Republican Senate candidate Todd Akin appeared on a local St. Louis television show (below) and discussed his thoughts on abortion, even in the instance of rape or incest, which accounts for less than 1% of abortions received. (More.)
Progressive backlash from Roman Polanski fans and deniers of Occupy rapes was immediate.
Akin responded with a statement:
"As a member of Congress, I believe that working to protect the most vulnerable in our society is one of my most important responsibilities, and that includes protecting both the unborn and victims of sexual assault. In reviewing my off-the-cuff remarks, it's clear that I misspoke in this interview and it does not reflect the deep empathy I hold for the thousands of women who are raped and abused every year. Those who perpetrate these crimes are the lowest of the low in our society and their victims will have no stronger advocate in the Senate to help ensure they have the justice they deserve.
"I recognize that abortion, and particularly in the case of rape, is a very emotionally charged issue. But I believe deeply in the protection of all life and I do not believe that harming another innocent victim is the right course of action. I also recognize that there are those who, like my opponent, support abortion and I understand I may not have their support in this election.
"But I also believe that this election is about a wide-range of very important issues, starting with the economy and the type of country we will be leaving our children and grandchildren. We've had 42 straight months of unacceptably high unemployment, trillion dollar deficits, and Democratic leaders in Washington who are focused on growing government, instead of jobs. That is my primary focus in this campaign and while there are those who want to distract from that, knowing they cannot defend the Democrats' failed economic record of the last four years, that will continue to be my focus in the months ahead."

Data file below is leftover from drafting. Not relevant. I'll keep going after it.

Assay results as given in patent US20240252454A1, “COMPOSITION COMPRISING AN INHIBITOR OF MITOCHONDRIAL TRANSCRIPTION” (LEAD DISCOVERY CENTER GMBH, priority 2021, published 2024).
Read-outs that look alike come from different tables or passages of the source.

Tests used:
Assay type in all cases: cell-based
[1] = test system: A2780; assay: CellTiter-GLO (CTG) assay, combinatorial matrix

Akin is a pro-life candidate thus leans towards life when discussion abortion. It's not shocking knowledge to Missourians who selected him as the GOP nominee for senate and lean towards him in the latest polling. Democrats want to make social issues the focus on the campaign as opposed to the economy, where they're losing, and Akin's interview gave them them the momentary opportunity they needed to shift attention away from the lagging economy.
Was Akin's "misspeech" ridiculous? Of course. Is it worse than the misdeeds of his opponent, Claire McCaskill, who rubber-stamps Obama's war on Missouri coal jobs and tripled our deficit? Not by conservative standards, or any real standard of measurement.
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